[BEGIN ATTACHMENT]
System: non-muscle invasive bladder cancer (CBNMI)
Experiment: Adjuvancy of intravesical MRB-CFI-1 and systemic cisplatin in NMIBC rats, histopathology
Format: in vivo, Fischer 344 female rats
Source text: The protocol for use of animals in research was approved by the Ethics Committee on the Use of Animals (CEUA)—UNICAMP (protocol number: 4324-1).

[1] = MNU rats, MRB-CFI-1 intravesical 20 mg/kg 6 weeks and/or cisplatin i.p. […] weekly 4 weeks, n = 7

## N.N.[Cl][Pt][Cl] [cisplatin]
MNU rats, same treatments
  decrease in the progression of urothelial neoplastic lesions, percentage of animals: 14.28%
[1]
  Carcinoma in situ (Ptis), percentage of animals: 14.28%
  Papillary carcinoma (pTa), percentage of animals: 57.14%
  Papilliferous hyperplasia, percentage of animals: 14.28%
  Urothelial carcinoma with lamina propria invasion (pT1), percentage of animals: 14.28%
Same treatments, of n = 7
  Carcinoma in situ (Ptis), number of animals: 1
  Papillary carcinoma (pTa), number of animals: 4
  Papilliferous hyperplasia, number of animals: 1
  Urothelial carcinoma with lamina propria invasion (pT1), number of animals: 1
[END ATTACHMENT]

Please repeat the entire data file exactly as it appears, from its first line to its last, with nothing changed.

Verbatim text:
System: non-muscle invasive bladder cancer (CBNMI)
Experiment: Adjuvancy of intravesical MRB-CFI-1 and systemic cisplatin in NMIBC rats, histopathology
Format: in vivo, Fischer 344 female rats
Source text: The protocol for use of animals in research was approved by the Ethics Committee on the Use of Animals (CEUA)—UNICAMP (protocol number: 4324-1).

[1] = MNU rats, MRB-CFI-1 intravesical 20 mg/kg 6 weeks and/or cisplatin i.p. […] weekly 4 weeks, n = 7

## N.N.[Cl][Pt][Cl] [cisplatin]
MNU rats, same treatments
  decrease in the progression of urothelial neoplastic lesions, percentage of animals: 14.28%
[1]
  Carcinoma in situ (Ptis), percentage of animals: 14.28%
  Papillary carcinoma (pTa), percentage of animals: 57.14%
  Papilliferous hyperplasia, percentage of animals: 14.28%
  Urothelial carcinoma with lamina propria invasion (pT1), percentage of animals: 14.28%
Same treatments, of n = 7
  Carcinoma in situ (Ptis), number of animals: 1
  Papillary carcinoma (pTa), number of animals: 4
  Papilliferous hyperplasia, number of animals: 1
  Urothelial carcinoma with lamina propria invasion (pT1), number of animals: 1